Switching from fossil fuels to clean energy using previously inefficient catalysts can help achieve better hydrogen production

Researchers at Curtin University recently identified a new, less expensive and more efficient electrocatalyst for producing green hydrogen from water that could, in the future, open new doors for greater production of clean energy.

According to a report from Phys.org, scientists typically use “precious metal catalysts” like platinum to speed up the reaction of breaking water into oxygen and hydrogen.

Today, this study has shown that adding cobalt and nickel to cheaper and once inefficient catalysts improves their performance, reducing the energy required to separate water and increasing hydrogen production. .

The study’s lead researcher Dr Guohua Jia from Curtain’s School of Molecular and Life Sciences said the finding could have far-reaching innuendo for sustainable green fuel production in the future.

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(Photo: Luca Silvioli on Wikimedia Commons)
Catalyst nanoparticles

2D iron-sulfur nanocrystals

Describing their research, Dr Jia said it had been vital to “take two-dimensional iron-sulfur nanocrystals”, which generally do not function as catalysts for the electrical response that hydrogen obtains from water. , and add small amounts of nickel and cobalt. ions.

The lead researcher added that when they did this, it totally transformed the malfunctioning iron-sulfur into a viable, if not effective, catalyst.

The use of these more abundant materials is less expensive and more efficient compared to the current reference material known as ruthenium oxide, which is made from the element ruthenium, and it is expensive.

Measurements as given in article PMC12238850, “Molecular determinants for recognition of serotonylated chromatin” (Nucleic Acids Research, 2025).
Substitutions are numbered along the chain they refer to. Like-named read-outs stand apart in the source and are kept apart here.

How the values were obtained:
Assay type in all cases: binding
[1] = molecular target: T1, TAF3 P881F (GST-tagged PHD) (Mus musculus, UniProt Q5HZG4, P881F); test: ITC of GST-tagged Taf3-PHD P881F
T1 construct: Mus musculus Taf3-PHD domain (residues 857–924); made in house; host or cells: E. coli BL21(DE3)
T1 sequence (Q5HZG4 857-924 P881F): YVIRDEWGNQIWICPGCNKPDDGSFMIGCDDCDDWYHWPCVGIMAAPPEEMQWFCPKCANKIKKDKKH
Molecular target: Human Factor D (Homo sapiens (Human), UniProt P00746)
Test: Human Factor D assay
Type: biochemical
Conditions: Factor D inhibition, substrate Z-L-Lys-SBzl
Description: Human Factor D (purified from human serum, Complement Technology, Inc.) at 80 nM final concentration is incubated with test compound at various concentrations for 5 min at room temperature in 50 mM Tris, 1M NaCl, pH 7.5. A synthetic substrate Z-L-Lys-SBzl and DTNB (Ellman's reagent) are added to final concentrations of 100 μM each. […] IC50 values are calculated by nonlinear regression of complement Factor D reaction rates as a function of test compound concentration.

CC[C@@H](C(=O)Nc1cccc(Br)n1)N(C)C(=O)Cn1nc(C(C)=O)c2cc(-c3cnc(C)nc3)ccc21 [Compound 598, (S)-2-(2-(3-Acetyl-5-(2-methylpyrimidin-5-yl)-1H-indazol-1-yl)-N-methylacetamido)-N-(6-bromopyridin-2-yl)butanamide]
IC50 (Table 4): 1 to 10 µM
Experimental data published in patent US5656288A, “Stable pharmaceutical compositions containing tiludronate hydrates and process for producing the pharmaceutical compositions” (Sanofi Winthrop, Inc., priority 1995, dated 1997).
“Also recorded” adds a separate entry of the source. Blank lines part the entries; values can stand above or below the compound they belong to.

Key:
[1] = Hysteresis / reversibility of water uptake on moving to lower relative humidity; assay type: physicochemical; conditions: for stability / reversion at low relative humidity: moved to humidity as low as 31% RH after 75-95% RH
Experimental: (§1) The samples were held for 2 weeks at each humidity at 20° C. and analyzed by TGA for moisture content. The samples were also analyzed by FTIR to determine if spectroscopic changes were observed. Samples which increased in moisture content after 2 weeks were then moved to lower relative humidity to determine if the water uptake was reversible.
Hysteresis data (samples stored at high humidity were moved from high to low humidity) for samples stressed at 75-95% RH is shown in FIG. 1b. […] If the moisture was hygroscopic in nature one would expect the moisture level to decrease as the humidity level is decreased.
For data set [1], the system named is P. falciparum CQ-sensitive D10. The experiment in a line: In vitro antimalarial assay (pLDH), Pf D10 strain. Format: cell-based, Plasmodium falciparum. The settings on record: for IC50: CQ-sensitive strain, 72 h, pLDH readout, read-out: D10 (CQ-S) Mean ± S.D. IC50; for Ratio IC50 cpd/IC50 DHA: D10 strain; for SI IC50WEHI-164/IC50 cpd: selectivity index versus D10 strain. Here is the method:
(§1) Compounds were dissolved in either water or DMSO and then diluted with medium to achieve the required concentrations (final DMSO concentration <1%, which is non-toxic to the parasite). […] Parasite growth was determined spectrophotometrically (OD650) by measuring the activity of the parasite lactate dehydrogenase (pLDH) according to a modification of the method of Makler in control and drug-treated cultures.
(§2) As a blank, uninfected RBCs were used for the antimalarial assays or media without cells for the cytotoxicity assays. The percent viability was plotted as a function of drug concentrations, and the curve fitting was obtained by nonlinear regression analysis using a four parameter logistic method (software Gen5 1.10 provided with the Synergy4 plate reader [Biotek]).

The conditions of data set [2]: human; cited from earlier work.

Jhia also explained that their findings not only broaden the “range of possible particle combinations”, but also introduce an efficient new catalyst that may be useful in other applications.

Ruthenium oxide

According to Corrosionpedia, the most typical type of ruthenium oxide, ruthenium (IV) oxide is an inorganic compound in solid crystalline form, black in color. This oxide is commonly used as an oxygen catalyst in the generation of chlorine and chlorine oxides.

Ruthenium oxide has two types. These include the aforementioned ruthenium (IV) oxide with the chemical formula RuO2 and ruthenium (VIII) oxide with the chemical formula RuO4.

Essentially, materials based on ruthenium oxide are used in the manufacture of fuel cell catalysts. In addition, they are also considered to be better than carbonless materials, as ruthenium oxide offers higher corrosion stability.

In addition, the powers of ruthenium oxide show a higher corrosion capacity than carbon. The full version of Ru2Nh2O at the RuO2 step by post-reduction in a hydrogen atmosphere improves conductivity with corrosion stability.

The shift from fossil fuels to clean energy

This study, published in Nano Energy, also opens new avenues for future studies in the energy field, putting Australia in particular at the forefront of research and application of renewable and clean energy.

Jia said the next steps would be to expand and test his team’s work on a large scale to determine if it is commercially viable.

The lead researchers went on to explain that only 21% of energy is generated from renewables in the domestic energy market, making it clear that more initiatives are needed from Australia. to switch from fossil fuels to clean energy.

However, such a transition is only plausible when knowledge from the research field is translated into concrete solutions and applications in the energy field.

This particular research was a collaboration of scientists Dr Jia and Dr Franca Jones of the Curtin School of Molecular and Life Sciences; and Zongping Shao, professor at the WA School of Mines: Minerals, Energy and Chemical Engineering.

Related information on ruthenium can be found on the Thoisoi2 YouTube video below:

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